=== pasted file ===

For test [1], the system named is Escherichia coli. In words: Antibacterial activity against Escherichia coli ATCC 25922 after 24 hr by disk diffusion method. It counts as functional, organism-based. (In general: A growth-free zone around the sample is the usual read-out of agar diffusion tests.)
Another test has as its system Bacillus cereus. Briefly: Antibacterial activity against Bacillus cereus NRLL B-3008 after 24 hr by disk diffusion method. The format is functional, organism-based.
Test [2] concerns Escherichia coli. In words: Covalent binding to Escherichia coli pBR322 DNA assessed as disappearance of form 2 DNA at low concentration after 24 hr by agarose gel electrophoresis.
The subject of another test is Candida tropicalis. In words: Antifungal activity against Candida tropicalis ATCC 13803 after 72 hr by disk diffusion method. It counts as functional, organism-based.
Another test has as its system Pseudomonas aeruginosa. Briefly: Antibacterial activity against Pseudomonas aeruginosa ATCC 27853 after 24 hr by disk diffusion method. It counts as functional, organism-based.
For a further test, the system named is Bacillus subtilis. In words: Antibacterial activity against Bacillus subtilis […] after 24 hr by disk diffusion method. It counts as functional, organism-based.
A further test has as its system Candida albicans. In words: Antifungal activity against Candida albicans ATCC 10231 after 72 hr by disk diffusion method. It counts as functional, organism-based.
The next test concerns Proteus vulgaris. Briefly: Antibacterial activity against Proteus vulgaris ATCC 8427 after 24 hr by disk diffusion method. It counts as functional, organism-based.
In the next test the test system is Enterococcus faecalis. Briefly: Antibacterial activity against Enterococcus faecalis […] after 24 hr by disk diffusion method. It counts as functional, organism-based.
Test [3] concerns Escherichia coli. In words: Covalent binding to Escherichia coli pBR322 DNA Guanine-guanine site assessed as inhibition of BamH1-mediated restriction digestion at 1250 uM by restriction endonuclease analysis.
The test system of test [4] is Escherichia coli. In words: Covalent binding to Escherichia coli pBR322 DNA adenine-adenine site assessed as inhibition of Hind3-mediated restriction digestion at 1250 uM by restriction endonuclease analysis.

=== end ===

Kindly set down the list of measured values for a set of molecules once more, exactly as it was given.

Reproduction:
For test [1], the system named is Escherichia coli. In words: Antibacterial activity against Escherichia coli ATCC 25922 after 24 hr by disk diffusion method. It counts as functional, organism-based. (In general: A growth-free zone around the sample is the usual read-out of agar diffusion tests.)
Another test has as its system Bacillus cereus. Briefly: Antibacterial activity against Bacillus cereus NRLL B-3008 after 24 hr by disk diffusion method. The format is functional, organism-based.
Test [2] concerns Escherichia coli. In words: Covalent binding to Escherichia coli pBR322 DNA assessed as disappearance of form 2 DNA at low concentration after 24 hr by agarose gel electrophoresis.
The subject of another test is Candida tropicalis. In words: Antifungal activity against Candida tropicalis ATCC 13803 after 72 hr by disk diffusion method. It counts as functional, organism-based.
Another test has as its system Pseudomonas aeruginosa. Briefly: Antibacterial activity against Pseudomonas aeruginosa ATCC 27853 after 24 hr by disk diffusion method. It counts as functional, organism-based.
For a further test, the system named is Bacillus subtilis. In words: Antibacterial activity against Bacillus subtilis […] after 24 hr by disk diffusion method. It counts as functional, organism-based.
A further test has as its system Candida albicans. In words: Antifungal activity against Candida albicans ATCC 10231 after 72 hr by disk diffusion method. It counts as functional, organism-based.
The next test concerns Proteus vulgaris. Briefly: Antibacterial activity against Proteus vulgaris ATCC 8427 after 24 hr by disk diffusion method. It counts as functional, organism-based.
In the next test the test system is Enterococcus faecalis. Briefly: Antibacterial activity against Enterococcus faecalis […] after 24 hr by disk diffusion method. It counts as functional, organism-based.
Test [3] concerns Escherichia coli. In words: Covalent binding to Escherichia coli pBR322 DNA Guanine-guanine site assessed as inhibition of BamH1-mediated restriction digestion at 1250 uM by restriction endonuclease analysis.
The test system of test [4] is Escherichia coli. In words: Covalent binding to Escherichia coli pBR322 DNA adenine-adenine site assessed as inhibition of Hind3-mediated restriction digestion at 1250 uM by restriction endonuclease analysis.